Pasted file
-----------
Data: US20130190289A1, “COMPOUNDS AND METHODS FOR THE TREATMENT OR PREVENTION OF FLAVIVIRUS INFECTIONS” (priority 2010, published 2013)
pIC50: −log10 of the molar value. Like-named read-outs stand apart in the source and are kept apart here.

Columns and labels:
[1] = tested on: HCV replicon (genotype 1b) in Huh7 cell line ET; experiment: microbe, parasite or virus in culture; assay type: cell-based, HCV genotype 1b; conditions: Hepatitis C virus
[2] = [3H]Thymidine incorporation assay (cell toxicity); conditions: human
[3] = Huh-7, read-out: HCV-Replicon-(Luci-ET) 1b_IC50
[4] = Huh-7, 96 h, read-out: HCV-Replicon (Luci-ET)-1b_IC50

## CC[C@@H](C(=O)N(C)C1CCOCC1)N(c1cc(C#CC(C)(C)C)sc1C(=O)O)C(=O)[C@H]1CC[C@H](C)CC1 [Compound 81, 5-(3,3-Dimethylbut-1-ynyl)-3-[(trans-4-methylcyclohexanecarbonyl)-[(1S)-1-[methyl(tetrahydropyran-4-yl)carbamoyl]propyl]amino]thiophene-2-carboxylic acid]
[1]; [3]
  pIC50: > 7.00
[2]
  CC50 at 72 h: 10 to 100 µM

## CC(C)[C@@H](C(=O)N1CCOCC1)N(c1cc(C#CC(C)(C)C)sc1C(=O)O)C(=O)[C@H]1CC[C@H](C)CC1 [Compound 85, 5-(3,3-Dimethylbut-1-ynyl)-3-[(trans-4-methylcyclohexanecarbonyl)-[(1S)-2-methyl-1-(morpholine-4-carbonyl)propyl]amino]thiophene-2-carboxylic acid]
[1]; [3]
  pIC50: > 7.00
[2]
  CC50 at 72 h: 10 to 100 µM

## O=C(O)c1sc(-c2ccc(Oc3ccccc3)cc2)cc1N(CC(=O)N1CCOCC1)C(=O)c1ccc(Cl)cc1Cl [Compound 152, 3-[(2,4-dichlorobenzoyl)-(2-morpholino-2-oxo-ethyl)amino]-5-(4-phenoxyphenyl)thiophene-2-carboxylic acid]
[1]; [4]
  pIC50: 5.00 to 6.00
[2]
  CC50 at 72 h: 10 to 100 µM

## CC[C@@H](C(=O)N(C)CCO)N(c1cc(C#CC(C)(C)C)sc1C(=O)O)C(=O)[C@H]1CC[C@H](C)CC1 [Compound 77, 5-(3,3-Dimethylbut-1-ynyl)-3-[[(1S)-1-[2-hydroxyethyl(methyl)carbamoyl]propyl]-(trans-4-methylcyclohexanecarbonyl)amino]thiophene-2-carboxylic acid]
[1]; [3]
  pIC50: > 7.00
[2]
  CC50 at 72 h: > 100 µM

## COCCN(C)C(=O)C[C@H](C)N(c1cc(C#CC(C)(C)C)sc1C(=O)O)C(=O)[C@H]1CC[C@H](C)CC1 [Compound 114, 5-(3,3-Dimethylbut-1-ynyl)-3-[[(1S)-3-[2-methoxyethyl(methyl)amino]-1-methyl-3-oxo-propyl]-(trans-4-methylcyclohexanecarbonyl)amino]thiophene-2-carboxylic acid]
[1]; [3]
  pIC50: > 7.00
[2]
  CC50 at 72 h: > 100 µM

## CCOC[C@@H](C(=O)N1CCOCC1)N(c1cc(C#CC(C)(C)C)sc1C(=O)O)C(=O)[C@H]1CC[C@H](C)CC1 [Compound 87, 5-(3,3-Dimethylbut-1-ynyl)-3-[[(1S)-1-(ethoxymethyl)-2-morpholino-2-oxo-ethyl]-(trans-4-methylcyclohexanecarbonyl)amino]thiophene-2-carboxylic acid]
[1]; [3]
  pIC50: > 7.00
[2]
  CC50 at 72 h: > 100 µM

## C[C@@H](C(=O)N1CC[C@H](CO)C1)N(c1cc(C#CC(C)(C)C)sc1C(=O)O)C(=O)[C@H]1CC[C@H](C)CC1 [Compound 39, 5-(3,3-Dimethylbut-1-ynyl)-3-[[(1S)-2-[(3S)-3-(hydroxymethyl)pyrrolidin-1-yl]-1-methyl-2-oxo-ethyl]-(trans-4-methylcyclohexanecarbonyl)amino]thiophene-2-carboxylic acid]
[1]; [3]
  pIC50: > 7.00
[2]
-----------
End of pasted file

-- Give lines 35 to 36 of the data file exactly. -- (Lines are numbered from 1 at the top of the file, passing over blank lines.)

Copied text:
  pIC50: > 7.00
[2]